If the account told here is primarily presented as a Soviet tale, it also reflects a broader story about the victims and sacrifices of nuclear testing. Obsessed with national security and power, France (in Algeria), Great Britain (in the Australian outback), the United States (in the Bikini Atoll and on Navajo lands), and China (in the desert expanse of its northwest) all tested weapons with little concern for potential victims and long-term environmental impacts. Communist or capitalist, developing country or developed, nuclear powers all viewed sparsely populated areas, usually populated by people deemed indigenous or “backwards,” as ideal staging grounds for nuclear testing. Weapons testing would turn supposedly wasted and unusable land into a productive sector of the economy; and the locals would be able to participate in helping their nations expand their power. Of course, it helped national security regimes that the people in these affected regions were also relatively powerless and voiceless.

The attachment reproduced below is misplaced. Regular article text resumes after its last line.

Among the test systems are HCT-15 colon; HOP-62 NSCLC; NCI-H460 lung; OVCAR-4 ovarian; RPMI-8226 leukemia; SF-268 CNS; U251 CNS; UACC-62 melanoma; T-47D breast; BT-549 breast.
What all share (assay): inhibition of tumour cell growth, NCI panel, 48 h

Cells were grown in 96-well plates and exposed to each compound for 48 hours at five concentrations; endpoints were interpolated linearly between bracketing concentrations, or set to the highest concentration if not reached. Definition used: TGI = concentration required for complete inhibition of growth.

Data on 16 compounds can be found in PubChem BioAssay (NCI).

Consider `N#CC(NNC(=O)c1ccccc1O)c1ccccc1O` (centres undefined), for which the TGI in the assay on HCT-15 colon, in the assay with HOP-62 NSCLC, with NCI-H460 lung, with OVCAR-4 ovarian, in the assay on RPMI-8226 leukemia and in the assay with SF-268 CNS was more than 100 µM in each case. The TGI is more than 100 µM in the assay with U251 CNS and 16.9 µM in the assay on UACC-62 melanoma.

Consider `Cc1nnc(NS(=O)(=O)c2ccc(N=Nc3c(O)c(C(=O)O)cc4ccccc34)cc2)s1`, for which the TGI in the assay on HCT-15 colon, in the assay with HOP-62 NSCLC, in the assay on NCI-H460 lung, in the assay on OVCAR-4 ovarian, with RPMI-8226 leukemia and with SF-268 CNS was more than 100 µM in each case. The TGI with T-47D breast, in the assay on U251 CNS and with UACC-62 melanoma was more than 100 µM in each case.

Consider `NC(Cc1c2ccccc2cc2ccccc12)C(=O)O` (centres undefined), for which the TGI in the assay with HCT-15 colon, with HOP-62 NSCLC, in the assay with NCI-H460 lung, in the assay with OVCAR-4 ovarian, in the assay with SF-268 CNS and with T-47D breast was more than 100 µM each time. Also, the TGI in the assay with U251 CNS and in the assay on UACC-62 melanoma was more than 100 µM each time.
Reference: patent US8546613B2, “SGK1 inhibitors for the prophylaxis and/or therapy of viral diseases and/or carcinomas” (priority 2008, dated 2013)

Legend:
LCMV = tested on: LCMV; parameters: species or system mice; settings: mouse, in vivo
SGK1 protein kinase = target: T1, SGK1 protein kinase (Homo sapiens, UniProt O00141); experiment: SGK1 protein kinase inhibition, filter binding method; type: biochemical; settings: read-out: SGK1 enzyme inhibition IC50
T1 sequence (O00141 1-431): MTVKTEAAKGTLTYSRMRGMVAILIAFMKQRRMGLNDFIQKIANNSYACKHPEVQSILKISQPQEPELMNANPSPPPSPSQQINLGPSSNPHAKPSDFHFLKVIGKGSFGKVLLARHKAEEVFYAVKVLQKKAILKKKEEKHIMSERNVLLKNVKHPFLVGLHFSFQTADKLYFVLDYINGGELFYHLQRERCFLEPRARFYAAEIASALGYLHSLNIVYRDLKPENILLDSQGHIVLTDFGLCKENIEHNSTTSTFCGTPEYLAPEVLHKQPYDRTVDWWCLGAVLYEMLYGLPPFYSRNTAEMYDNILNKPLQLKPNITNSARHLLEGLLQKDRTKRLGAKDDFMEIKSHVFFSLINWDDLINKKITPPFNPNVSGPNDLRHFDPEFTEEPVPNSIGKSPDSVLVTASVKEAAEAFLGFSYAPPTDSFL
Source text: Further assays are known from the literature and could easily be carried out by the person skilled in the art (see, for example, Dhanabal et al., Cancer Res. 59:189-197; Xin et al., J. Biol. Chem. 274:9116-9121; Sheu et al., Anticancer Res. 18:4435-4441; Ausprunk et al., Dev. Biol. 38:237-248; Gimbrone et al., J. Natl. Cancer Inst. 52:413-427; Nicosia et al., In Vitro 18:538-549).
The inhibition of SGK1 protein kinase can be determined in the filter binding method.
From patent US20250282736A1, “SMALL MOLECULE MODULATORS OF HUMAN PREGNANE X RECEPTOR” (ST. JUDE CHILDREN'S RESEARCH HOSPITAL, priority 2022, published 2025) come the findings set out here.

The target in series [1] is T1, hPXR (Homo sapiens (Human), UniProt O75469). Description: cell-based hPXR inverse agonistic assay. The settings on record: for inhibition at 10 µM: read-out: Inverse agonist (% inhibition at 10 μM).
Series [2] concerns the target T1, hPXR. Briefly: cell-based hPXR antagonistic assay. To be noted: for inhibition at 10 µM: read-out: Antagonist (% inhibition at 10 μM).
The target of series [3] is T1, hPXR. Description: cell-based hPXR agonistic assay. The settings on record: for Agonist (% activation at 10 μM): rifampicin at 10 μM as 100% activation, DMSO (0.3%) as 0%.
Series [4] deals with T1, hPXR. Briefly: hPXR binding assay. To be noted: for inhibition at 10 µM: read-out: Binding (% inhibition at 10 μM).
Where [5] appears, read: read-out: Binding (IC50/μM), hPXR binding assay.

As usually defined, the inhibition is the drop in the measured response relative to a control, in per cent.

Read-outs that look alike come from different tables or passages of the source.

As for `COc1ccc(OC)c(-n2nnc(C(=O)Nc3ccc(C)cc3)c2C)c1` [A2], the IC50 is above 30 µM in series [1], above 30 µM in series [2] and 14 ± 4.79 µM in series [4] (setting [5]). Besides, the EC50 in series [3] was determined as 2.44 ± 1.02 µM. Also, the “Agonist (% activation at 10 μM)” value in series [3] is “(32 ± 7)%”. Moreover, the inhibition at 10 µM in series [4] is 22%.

The documentary focuses on the residents near the testing grounds in present day Kazakhstan. The images are not for the squeamish: horrific birth defects, widespread cancers, heartbreaking stories of illness, hopelessness, and suicide. A former official of the Soviet Ministry of Health, who participated in a secret conference in Moscow devoted to the devastating health impacts of the blasts on the local population and environment, noted that his group’s recommendations to terminate the tests, because of evidence of widespread damage to the health of the population, were rejected in 1960 and further health studies ended. The Ministry of Health was no match for the Ministry of Defense and Secret Police – especially given the veil of total secrecy over the entire operation.
Perhaps even more insidious than the above ground testing was the shift to underground testing, following the 1963 partial nuclear test-ban treaty created by the nuclear powers at that time because of concerns about radiation in the atmosphere. The radiation from underground explosions was never contained and has made its way into the streams and rivers flowing out of the mountains and from there into the mighty Irtysh River, which flows into the Arctic Sea and beyond.